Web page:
Mobile subscribers rush to beat SIM registration deadline
SCI & TECH
By - | January 1st 2013
By Njiraini Muchira
Mobile phone users jammed dealer outlets across the country in a last-minute dash to keep their SIM cards active.
On Monday was the last day for owners of unregistered SIM (Subscriber Identity Module) cards to list them with various mobile phone networks.
The Communications Commission of Kenya (CCK) was to have blocked all unregistered SIM cards from midnight.
“By midnight today, all unregistered SIM cards shall be suspended from service without fail,” said CCK Director General Francis Wangusi in a statement read by Consumer and Public Affairs director Mutua Muthusi.
The industry regulator maintained the registration deadline would not be extended.
It was a beehive of activity for dealers as Kenyans yet again demonstrated the culture of last-minute rush.
Dealership outlets of the four service providers witnessed large numbers of subscribers seeking to register their SIM cards and escape the switch off.
“I came here before 8am and it has taken me over four hours to register my SIM card,” said Phillis Wambui, a subscriber who was at a Safaricom shop in Nairobi.
SIM cards owners who will have them switched off, however, were handed a 90 days reprieve to register their lines failure to which they will be permanently de-activated.
According to CCK, there are a total of 30.8 million active SIM cards in the country of which 80.4 per cent or 24.7 million are registered. The remaining six million had not been registered by December 28.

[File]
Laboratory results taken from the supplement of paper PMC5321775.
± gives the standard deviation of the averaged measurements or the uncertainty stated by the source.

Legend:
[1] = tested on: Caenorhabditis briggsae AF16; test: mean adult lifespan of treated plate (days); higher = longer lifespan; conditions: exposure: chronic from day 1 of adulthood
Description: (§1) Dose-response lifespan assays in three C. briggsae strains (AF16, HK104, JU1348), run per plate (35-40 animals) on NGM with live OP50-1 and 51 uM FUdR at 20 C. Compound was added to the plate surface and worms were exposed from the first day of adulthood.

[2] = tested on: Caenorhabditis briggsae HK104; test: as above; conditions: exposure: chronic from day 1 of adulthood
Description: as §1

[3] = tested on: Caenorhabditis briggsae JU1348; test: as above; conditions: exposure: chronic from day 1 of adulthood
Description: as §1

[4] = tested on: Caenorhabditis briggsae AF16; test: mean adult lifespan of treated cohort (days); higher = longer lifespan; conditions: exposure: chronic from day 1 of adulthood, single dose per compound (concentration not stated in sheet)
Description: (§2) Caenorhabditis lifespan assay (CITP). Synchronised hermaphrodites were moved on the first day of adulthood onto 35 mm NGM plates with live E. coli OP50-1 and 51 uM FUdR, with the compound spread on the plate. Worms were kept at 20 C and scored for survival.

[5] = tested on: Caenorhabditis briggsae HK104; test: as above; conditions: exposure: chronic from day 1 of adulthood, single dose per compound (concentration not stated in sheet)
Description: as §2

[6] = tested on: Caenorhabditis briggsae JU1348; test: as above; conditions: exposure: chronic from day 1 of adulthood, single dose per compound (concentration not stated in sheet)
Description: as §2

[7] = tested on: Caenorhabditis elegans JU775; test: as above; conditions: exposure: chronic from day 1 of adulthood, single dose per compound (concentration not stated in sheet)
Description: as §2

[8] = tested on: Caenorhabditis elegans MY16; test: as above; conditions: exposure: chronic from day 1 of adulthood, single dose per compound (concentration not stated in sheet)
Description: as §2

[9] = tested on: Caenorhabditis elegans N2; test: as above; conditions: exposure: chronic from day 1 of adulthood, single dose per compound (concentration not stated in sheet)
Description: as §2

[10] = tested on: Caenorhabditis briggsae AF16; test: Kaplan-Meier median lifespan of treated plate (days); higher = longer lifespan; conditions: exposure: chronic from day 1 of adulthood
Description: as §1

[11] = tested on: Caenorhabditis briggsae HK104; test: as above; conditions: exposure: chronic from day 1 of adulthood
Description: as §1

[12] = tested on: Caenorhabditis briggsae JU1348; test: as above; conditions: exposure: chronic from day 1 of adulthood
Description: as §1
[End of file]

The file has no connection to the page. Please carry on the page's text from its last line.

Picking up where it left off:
Safaricom, with about 20 million subscribers had three million unregistered, Airtel with about five million had 823,000 unregistered, Orange with 3.3 million had 1.2 million unregistered while Yu with 3.2 million had 1.1 million unregistered.
Despite the large number of unregistered SIM cards, the CCK on Monday said the deadline would not be extended and that the intended switch off would be effected at the click of midnight.
The switching off of unregistered SIM cards comes just three months after CCK deactivated close to two million counterfeit phones in September.
The two moves are expected to significantly reduce the number of crimes perpetrated using mobile phones.
This came after President Kibaki in 2009 issued a directive that all active SIM cards be registered to stem the rising incidences of mobile phone perpetrated crimes including kidnaps, extortion, hate speech, money laundering and drug trafficking.
“We have an obligation as an industry to ensure that public confidence in ICT is maintained and enhanced by making all communications platforms, including mobile telephony, secure,” observed Muthusi.
Though CCK has in the past threatened to switch off unregistered SIM cards, lack of a legal framework made it impossible to implement the initiative.
But the Government, through The Statute Law (Miscellaneous Amendments) Act, amended the Kenya Information and Communications Act, to provide for the necessary legal backing to undertake the switch off.
The law demands the registration of telecommunication subscribers and also requires all mobile operators to maintain a register of all persons to whose telecommunications services are provided under the license.
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